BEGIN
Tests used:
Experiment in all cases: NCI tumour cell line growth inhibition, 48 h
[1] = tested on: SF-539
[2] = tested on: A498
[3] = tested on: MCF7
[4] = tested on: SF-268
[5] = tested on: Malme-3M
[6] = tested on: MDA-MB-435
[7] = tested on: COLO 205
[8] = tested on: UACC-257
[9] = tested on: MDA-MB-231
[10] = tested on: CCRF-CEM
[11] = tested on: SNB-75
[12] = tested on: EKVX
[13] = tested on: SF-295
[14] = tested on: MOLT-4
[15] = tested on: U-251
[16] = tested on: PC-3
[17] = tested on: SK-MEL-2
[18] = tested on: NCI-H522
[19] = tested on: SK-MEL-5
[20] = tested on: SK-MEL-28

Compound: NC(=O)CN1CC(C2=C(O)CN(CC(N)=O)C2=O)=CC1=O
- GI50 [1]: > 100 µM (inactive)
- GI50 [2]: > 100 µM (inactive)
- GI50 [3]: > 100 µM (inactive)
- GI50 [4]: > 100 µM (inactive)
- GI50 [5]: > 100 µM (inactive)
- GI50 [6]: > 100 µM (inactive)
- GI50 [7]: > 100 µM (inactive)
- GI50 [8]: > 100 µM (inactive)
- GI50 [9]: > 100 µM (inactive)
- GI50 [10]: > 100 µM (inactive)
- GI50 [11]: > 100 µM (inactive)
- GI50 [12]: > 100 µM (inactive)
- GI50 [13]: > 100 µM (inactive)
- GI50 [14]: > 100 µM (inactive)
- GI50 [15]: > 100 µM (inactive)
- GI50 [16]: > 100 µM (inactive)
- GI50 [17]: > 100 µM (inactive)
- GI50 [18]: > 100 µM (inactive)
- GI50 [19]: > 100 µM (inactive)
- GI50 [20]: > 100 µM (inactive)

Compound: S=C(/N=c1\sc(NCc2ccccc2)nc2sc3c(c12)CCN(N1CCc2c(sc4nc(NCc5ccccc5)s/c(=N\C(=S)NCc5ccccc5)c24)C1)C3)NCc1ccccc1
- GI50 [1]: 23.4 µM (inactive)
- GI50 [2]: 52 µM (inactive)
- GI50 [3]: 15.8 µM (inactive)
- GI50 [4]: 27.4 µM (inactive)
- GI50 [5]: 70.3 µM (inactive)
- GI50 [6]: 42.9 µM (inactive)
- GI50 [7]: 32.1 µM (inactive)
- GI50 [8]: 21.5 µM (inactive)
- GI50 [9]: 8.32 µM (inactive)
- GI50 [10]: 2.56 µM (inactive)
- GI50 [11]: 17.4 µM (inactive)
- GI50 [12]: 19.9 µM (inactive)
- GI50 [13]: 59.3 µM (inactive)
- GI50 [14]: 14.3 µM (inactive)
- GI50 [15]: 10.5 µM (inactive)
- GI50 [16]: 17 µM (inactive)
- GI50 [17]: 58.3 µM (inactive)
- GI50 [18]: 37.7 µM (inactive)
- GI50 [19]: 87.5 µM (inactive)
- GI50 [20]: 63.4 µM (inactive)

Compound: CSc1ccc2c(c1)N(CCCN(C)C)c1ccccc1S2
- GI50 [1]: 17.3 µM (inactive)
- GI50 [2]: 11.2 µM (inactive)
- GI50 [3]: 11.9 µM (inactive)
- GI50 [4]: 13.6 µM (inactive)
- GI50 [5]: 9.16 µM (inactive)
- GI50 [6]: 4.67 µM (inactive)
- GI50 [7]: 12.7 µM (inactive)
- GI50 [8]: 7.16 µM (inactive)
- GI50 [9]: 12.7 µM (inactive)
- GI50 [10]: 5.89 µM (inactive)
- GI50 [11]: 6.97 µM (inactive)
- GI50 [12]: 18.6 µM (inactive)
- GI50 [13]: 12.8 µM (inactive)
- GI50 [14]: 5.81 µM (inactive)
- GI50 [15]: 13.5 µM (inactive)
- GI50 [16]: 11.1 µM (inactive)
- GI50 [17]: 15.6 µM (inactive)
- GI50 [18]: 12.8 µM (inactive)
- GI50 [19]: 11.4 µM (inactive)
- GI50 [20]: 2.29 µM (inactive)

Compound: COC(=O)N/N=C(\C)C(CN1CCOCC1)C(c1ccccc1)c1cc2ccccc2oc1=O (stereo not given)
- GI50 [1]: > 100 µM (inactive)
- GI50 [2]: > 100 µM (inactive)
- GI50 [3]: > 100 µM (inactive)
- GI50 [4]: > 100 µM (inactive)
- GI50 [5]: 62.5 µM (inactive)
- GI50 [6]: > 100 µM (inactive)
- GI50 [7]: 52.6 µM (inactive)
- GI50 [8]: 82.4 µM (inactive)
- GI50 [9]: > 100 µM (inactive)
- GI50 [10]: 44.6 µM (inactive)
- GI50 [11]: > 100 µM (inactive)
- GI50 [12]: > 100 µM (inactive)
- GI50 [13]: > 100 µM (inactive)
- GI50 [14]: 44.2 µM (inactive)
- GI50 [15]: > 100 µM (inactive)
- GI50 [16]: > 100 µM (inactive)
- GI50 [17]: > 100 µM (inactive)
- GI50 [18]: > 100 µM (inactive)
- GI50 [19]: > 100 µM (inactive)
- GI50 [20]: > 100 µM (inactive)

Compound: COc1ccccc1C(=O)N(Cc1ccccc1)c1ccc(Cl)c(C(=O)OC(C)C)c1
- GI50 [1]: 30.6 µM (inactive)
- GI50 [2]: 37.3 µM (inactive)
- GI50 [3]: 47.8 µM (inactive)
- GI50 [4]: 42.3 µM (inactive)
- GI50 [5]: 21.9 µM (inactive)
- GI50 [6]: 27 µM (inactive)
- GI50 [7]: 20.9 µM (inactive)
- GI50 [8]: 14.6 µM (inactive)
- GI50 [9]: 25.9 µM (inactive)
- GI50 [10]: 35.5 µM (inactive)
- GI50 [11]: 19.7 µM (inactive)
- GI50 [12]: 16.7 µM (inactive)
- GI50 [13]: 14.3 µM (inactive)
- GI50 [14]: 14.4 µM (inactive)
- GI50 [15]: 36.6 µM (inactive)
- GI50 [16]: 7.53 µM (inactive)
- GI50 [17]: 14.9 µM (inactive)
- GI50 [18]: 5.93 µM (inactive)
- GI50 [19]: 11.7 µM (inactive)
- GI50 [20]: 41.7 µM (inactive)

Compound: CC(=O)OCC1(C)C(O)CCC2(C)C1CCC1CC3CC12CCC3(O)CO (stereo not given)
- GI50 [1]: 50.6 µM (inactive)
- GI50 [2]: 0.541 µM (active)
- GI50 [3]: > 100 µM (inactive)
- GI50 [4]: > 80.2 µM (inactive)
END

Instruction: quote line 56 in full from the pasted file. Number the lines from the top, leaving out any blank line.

- GI50 [12]: 19.9 µM (inactive)